Sufjan Stevens: Carrie & Lowell — It strikes me that I’m only now discovering the artists I should have been listening to when I was in high school. In the last month or two alone, I’ve discovered the Mountain Goats, the huge bulk of the Decemberists catalogue that I hadn’t heard before, and now Sufjan Stevens. Illinois came out when I was 15, but I was too suspicious of anything new (let alone anything bearing the label “indie”) to actually listen to it. I have a physical copy here in my apartment. It’s one of the rare ones with Superman on it, because it was a promo copy sent to a radio network into whose employ I came some ten years later. When they were ditching their physical music library I made off with some choice selections. But I still haven’t listened to it. I’m glad I didn’t listen to it before I heard Carrie & Lowell. This album is two years old, as opposed to twelve. Its recent live release came up in my YouTube suggestions and reminded me I had meant to check this out ever since being gobsmacked by “Fourth of July” and “Blue Bucket of Gold” on All Songs Considered. “Blue Bucket of Gold” has actually become one of my go-to songs when I sit down at the piano in the evening, and still I hadn’t heard the whole album. If I’m regretting abstractly that my 15-year-old self didn’t hear Illinois, I am very glad that my 26-year-old self heard this. Carrie & Lowell finds Sufjan Stevens looking back, semi-woundedly, at a childhood that sounds far worse than mine ever was. It’s a delicate, raw album, but not a haphazard one. Parts of it were recorded on an iPhone, but those tracks are layered with gossamer ambience and close-miked multi-tracked vocals. It feels like flipping through a water-damaged old photo album. The album is at times desperately sad: Stevens’ mother was devastatingly afflicted with a number of mental illnesses. But there’s something about the conversion of past trauma into present beauty that makes art like this cathartic rather than oppressive. In any case, it must be good. I’m writing like I’m drunk and I haven’t been drinking at all. Next stop, Illinois.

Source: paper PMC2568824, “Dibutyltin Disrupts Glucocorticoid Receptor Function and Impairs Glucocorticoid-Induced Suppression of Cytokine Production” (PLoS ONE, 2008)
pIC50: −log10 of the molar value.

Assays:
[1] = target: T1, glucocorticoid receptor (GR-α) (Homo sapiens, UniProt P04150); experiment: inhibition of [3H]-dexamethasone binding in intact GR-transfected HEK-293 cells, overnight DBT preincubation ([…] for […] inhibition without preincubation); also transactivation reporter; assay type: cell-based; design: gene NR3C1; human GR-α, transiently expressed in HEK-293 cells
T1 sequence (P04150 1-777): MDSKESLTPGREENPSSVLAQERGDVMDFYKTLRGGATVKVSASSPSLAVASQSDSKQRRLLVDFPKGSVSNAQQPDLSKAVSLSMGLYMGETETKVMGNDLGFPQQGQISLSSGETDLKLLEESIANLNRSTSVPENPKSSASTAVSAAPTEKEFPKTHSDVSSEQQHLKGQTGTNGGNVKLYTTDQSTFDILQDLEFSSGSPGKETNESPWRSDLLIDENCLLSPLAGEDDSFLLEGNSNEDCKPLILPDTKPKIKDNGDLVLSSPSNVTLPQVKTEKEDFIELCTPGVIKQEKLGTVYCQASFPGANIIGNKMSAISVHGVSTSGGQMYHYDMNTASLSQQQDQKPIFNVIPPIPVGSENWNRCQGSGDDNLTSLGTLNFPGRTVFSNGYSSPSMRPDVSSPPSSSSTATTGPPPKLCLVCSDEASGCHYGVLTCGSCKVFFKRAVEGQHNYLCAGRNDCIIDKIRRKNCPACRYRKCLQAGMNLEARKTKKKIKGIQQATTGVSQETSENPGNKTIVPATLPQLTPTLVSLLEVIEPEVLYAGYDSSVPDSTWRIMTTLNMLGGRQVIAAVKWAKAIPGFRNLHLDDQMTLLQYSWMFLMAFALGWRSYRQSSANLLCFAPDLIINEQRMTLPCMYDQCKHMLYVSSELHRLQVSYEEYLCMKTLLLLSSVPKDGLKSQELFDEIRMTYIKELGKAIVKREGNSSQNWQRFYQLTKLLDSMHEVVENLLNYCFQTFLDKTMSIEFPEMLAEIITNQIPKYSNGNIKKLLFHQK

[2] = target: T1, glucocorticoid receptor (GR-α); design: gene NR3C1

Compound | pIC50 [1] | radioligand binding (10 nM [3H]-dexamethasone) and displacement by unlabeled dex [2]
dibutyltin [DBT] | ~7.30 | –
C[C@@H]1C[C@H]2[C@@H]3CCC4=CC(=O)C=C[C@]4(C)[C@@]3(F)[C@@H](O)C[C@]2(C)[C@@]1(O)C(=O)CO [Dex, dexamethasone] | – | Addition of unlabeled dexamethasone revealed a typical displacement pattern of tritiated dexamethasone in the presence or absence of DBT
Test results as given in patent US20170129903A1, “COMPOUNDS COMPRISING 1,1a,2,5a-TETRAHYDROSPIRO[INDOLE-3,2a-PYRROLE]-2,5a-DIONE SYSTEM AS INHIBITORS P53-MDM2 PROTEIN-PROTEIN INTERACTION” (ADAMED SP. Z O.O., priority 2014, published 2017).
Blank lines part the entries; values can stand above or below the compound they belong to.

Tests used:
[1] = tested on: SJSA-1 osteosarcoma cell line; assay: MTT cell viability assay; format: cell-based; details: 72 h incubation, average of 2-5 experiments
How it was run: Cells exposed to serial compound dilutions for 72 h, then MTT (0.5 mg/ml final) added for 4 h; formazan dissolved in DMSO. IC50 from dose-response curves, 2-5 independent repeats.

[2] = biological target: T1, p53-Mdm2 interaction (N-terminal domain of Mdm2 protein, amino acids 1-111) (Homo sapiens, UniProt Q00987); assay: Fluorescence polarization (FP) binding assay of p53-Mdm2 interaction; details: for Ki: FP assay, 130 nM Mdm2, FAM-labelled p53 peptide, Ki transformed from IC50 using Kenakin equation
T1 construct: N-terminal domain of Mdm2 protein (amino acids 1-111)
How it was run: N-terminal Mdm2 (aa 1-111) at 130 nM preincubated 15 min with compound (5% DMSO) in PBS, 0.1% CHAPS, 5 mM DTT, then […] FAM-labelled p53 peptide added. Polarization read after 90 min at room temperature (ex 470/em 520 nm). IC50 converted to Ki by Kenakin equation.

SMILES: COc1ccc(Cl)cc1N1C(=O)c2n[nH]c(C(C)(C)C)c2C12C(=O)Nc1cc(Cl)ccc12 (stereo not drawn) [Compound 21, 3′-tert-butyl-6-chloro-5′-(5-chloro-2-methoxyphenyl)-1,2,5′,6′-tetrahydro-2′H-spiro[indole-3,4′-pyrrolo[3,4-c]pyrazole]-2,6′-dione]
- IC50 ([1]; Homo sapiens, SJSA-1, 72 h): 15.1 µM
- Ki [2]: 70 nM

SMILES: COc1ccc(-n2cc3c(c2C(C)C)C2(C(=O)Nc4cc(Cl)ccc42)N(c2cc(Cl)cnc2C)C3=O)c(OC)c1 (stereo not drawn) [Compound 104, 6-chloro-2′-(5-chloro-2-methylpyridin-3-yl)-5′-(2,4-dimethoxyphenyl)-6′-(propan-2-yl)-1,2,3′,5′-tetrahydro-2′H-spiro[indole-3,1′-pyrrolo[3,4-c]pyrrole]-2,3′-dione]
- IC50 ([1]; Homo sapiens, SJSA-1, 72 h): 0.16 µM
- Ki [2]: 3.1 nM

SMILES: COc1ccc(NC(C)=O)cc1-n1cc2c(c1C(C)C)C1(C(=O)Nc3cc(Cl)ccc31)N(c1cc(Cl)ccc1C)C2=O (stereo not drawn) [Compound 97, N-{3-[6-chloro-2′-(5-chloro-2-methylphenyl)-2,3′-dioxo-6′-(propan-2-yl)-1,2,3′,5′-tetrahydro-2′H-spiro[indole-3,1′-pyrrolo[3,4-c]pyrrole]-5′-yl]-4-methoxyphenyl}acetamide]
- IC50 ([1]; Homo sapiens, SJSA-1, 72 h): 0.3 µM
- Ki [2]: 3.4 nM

99% Invisible: “The Modern Necropolis” — There is a city in the United States that is primarily full of cemeteries. More than one, I would imagine. This is the sort of thing you’d think you’d know. The town that this episode focusses on has the most darkly self-aware town motto ever: “It’s great to be alive in Colma!” I LOVE that.